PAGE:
Nova (1974–…): Season 48, Episode 12 - Bat Superpowers - full transcript

Understanding bats, their long life spans and why they are resistant to the very diseases they carry such as Ebola and MERS, as well as other diseases like cancer.

Are you wondering how healthy the food you are eating is? Check it -

60 miles west of Bangkok
is the Khao Chong Phran cave,

famous throughout all of Asia.


For centuries,
a sanctuary for the faithful...

And now, the curious.

Scientists... who come to learn

from the most unusual
of creatures...


As the sun sets, three million
bats begin to stir,

preparing for one of
nature's greatest spectacles.

Rocketing to the skies in a
blizzard of flapping wings,

they will pass the night
gorging on insects.

This epic nocturnal excursion
is a feast for the eyes.

But for science, bats are much
more: a biological treasure.

They are by far

the most fascinating
of all animals.

They are remarkable
and extraordinary creatures.

As a biologist, it's my job
to really tell people that

we, we need the bats.

There are more than 1,400

different species of bats,
playing crucial roles

in ecosystems
all over the world.

But for many people, bats
are the stuff of nightmares.

Bats have been demonized
in the society.


I thought bats were
scary and creepy

and a little bit
kind of unpleasant.

Already vilified in pop culture,

recent news reports

have been giving bats
an especially dangerous rep.

The ancestor of the virus
in humans had to be a bat virus.

There is a virus
that is 96% similar

to this new coronavirus in bats.

Early research suggests human
picked up the coronavirus

from animals, possibly bats.

Though we still don't know the
exact source of the virus

that started the COVID pandemic,
bats are a prime suspect.

But rather than fear these
flying creatures,

biologists are hailing them
as potential saviors.

They can really get infection
without getting sick.

Bats teach us lesson,

not to suffer autoimmune

diabetes, arthritis.

Whether you capture a bat

that is two years old or 15,

or 20 years old,

you don't see any difference.

For the body size of these

they are way off scale
in terms of their longevity.

Bats hold the cure.

They hold our treatment.

Science is beginning to decipher
their strange powers.

Could these much-maligned
creatures hold precious secrets

for our own health?

"Bat Superpowers."

Right now, on "NOVA."


Many experts believe that the

that tore through the
world's population in 2020

came from a bat.

Virologist Supaporn

is world-renowned
for her ability

to track viruses in the wild.

Today, her team has come to test
the giant colony

at Khao Chong Phran.

There are bats in the caves,
and we put this on

to be safe while we work.

It doesn't mean that there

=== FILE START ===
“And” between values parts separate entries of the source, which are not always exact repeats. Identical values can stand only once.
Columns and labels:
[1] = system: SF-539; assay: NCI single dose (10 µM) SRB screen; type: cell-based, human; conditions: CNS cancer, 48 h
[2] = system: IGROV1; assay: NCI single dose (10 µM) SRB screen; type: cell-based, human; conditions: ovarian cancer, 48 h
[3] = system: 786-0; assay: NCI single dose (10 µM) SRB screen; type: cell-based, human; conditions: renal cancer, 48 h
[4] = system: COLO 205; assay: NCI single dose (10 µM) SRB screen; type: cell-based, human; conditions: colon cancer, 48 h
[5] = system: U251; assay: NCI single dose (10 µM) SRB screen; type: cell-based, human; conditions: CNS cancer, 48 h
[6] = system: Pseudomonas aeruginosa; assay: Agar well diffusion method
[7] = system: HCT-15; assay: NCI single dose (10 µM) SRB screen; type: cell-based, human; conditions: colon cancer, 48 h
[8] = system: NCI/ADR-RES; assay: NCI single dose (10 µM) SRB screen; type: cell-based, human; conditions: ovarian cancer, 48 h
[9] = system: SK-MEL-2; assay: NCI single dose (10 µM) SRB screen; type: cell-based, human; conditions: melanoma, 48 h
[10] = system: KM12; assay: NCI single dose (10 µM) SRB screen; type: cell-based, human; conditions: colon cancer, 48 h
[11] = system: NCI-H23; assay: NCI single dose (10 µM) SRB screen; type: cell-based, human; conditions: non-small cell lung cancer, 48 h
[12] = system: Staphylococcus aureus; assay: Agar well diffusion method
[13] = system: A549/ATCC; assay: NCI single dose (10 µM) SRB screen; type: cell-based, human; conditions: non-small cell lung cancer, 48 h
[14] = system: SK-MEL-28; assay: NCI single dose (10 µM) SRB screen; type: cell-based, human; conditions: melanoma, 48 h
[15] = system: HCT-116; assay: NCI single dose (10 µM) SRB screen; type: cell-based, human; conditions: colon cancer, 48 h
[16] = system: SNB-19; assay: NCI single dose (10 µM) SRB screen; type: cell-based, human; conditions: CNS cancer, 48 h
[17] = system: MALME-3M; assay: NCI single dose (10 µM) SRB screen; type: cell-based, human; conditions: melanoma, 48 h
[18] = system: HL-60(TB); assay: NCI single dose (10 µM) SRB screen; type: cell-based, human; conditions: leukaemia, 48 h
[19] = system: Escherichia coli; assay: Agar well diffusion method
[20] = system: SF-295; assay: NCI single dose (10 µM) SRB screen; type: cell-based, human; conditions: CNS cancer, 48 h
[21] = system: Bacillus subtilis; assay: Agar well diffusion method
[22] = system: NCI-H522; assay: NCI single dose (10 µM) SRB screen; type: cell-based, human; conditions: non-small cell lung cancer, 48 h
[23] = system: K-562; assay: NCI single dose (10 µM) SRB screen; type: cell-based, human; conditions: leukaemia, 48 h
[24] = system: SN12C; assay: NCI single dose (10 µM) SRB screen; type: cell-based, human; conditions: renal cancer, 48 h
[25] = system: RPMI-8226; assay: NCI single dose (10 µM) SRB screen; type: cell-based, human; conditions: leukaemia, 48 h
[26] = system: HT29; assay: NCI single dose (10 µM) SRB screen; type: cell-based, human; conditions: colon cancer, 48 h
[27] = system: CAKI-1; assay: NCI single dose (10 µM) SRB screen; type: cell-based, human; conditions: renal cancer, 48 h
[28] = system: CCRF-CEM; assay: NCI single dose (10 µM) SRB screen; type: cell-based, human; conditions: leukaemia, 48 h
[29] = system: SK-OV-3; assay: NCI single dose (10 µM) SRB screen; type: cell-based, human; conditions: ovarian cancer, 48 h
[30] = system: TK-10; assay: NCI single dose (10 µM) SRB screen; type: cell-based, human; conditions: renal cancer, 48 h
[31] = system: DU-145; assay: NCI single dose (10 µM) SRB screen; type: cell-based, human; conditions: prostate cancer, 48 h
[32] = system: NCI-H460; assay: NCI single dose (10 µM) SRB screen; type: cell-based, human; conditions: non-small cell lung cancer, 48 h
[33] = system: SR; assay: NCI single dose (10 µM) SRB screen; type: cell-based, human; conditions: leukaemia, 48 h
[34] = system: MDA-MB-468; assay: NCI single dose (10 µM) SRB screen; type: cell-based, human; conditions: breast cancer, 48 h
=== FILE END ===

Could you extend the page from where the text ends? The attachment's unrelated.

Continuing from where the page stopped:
are deadly viruses in there,

but we need to protect ourselves

to do our work safely.

Once fully suited up,
the scientists descend

deep into the cave.

Under the gaze of the Buddha
statues, the team installs

a net in the large chamber

that local monks share

with its native residents.

We have been doing research work
here for more than ten years.

Now, for safety reasons,
we have come back to test

if there is coronavirus,

which could be dangerous
for the people in the area.

A second team waits at the exit

of the cave to catch bats flying

Tonight, about 70 bats will miss
their nighttime excursion.


Instead, they will spend
a few hours in a makeshift lab

set up at the base of the hill.

Each bat is given
a careful medical checkup.

Trying to limit stress to the

scientists take multiple samples
from the skin,

the mouth,
and even the intestines...

All organs that are susceptible
to containing viruses,

known or unknown.

We have discovered hundreds of
viruses in bats.

Actually, there are more
than 60 viruses in bats

that could eventually
be transmitted to human beings.

In addition to being

a key transmitter
of the deadly rabies virus,

bats are suspected sources

for numerous viral outbreaks
around the world:

the 1967 Marburg virus
in Europe;

two waves of Ebola in Africa;

the Hendra virus in Australia;

the Nipah virus in Malaysia.

Then a series of coronavirus

SARS, that started in China;

MERS in the Arabian Peninsula;

and now the COVID-19 pandemic

that engulfed the planet
in just a few months.

For some scientists,

it is a trend that
will no doubt continue

as human beings encroach

more and more on the
bat's natural habitat.

Supaporn is hoping to discover

why viruses circulate
so well within bat colonies

and how they might transmit them

to other animal species

that in turn
could pass them on to humans.

But above all, she wants
to know why this animal,

infected by
so many dangerous viruses,

seems totally impervious
to their effects.

As far as I know from
the research work

and my research work here,

bats with viruses
aren't getting sick.

The bats aren't getting sick
while the viruses still

live within them.


Because of the whole world
is so desperately trying

to deal with, with COVID-19
and its horrible effects,

bats have come
into the limelight,

and they've
come into the limelight

as potential reservoirs
for many, many viruses.

And the question is, why?

Why can they...

Are bats really special?

Is there something unique
about bats' biology,

their physiology, the genetics,

that allows them
to tolerate these viruses?